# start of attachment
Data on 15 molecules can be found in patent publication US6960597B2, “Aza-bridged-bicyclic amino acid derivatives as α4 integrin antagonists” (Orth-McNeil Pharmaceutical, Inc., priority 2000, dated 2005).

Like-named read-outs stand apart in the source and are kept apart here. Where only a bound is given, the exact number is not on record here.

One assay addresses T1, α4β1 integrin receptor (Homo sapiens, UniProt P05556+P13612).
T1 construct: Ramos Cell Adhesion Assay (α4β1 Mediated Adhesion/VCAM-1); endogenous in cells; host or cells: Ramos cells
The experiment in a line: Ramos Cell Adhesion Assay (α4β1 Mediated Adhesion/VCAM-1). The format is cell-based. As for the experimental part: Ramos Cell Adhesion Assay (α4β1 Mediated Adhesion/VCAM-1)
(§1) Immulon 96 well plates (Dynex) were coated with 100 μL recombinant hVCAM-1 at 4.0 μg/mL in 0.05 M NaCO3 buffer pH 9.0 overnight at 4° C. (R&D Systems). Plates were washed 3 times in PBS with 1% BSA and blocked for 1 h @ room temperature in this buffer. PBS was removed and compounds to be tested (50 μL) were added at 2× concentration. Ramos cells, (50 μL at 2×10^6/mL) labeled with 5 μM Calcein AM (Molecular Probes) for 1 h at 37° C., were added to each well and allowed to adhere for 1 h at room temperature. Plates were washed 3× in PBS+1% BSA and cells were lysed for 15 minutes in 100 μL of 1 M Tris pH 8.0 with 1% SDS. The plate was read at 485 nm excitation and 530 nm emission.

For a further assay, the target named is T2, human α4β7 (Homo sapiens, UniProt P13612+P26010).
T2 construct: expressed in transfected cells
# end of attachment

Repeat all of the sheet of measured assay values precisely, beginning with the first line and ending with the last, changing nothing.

Data on 15 molecules can be found in patent publication US6960597B2, “Aza-bridged-bicyclic amino acid derivatives as α4 integrin antagonists” (Orth-McNeil Pharmaceutical, Inc., priority 2000, dated 2005).

Like-named read-outs stand apart in the source and are kept apart here. Where only a bound is given, the exact number is not on record here.

One assay addresses T1, α4β1 integrin receptor (Homo sapiens, UniProt P05556+P13612).
T1 construct: Ramos Cell Adhesion Assay (α4β1 Mediated Adhesion/VCAM-1); endogenous in cells; host or cells: Ramos cells
The experiment in a line: Ramos Cell Adhesion Assay (α4β1 Mediated Adhesion/VCAM-1). The format is cell-based. As for the experimental part: Ramos Cell Adhesion Assay (α4β1 Mediated Adhesion/VCAM-1)
(§1) Immulon 96 well plates (Dynex) were coated with 100 μL recombinant hVCAM-1 at 4.0 μg/mL in 0.05 M NaCO3 buffer pH 9.0 overnight at 4° C. (R&D Systems). Plates were washed 3 times in PBS with 1% BSA and blocked for 1 h @ room temperature in this buffer. PBS was removed and compounds to be tested (50 μL) were added at 2× concentration. Ramos cells, (50 μL at 2×10^6/mL) labeled with 5 μM Calcein AM (Molecular Probes) for 1 h at 37° C., were added to each well and allowed to adhere for 1 h at room temperature. Plates were washed 3× in PBS+1% BSA and cells were lysed for 15 minutes in 100 μL of 1 M Tris pH 8.0 with 1% SDS. The plate was read at 485 nm excitation and 530 nm emission.

For a further assay, the target named is T2, human α4β7 (Homo sapiens, UniProt P13612+P26010).
T2 construct: expressed in transfected cells